Nortel's disclosure strategy: a little too much of a good thing

What's your preferred investor relations strategy when your company is circling the drain of the NYSE? Do you share corporate information with shareholders, analysts and reporters to the fullest extent possible under securities law, or do you limit financial disclosures and "guidance" to what is nominally required while you determine the breadth of the problems your management team may face? Earlier this year, Nortel's new CEO, Bill Owens, embarked on an admirable strategy of open and frank communication as his management team began the dissection and restatement of the telecommunication company's financials.

It has rapidly become apparent that, over the past six years, Nortel may have been cooking the books well enough to win the Good Housekeeping Seal of Approval. Sales prebooked, expenses deferred, institutional "hardness" - and not the Hulk Hogan or Ron Jeremy sort of "hardness."

This has forced Owens to push back his own deadline for the full disclosure of financial concerns at the company - several times.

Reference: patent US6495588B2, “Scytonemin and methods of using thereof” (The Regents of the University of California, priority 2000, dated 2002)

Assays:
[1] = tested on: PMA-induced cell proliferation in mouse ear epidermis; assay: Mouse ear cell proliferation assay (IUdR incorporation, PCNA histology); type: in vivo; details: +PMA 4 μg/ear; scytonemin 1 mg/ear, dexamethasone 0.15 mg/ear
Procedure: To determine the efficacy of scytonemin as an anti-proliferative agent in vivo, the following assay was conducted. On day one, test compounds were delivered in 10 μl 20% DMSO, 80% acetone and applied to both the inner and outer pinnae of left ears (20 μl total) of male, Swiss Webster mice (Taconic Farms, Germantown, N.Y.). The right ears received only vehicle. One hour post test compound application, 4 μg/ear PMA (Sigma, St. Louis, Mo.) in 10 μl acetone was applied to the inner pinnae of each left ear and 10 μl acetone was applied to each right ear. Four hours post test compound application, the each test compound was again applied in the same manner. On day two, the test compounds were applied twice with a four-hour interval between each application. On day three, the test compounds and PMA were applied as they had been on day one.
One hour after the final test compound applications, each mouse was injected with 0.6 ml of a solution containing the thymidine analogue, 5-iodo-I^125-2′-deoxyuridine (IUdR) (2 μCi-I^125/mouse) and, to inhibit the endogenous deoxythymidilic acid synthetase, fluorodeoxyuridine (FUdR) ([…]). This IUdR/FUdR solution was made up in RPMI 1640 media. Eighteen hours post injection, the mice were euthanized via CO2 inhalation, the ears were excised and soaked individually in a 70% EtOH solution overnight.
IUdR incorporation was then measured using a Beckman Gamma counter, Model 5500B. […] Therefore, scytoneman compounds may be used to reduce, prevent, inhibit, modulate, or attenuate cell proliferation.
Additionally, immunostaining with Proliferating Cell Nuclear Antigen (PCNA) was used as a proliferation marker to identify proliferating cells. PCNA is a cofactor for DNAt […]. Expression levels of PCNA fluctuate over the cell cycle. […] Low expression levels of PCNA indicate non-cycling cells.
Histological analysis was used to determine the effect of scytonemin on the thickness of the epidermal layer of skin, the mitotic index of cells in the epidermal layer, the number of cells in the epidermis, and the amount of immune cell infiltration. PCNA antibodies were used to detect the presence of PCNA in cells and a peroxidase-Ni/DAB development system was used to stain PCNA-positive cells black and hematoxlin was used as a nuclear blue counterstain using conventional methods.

The latest delay, announced yesterday, may be galvanizing shareholders and analysts tracking the stock:

    "This is very bad. It was only two weeks ago that management told us we will have the results for mid November and now they don't. What little credibility they had is almost gone," Tera Capital fund manager Duncan Stewart told Reuters.

This despite a clear explanation from Owens about his motivation for the delay, and his evident dedication to a thorough investigation.

While Owens and his team may be faced with challenges and financial chicanery unforeseen when he set his first deadline for disclosure, their inability to provide final books for several years' worth of financials is definitely undermining the open and honest communications strategy. Even worse, the unmet deadlines may actually be affecting sales:

    "In our view, this latest delay strains management credibility. We also believe that these delays are beginning to have an impact on Nortel's ability to sell its products," [A.G. Edwards analyst Greg Teets] wrote.

The lesson? There are two. Any communications strategy is only as valuable as the results you can promise AND deliver; and you can never control your target audiences: you can only inform them and hope to guide their analysis.

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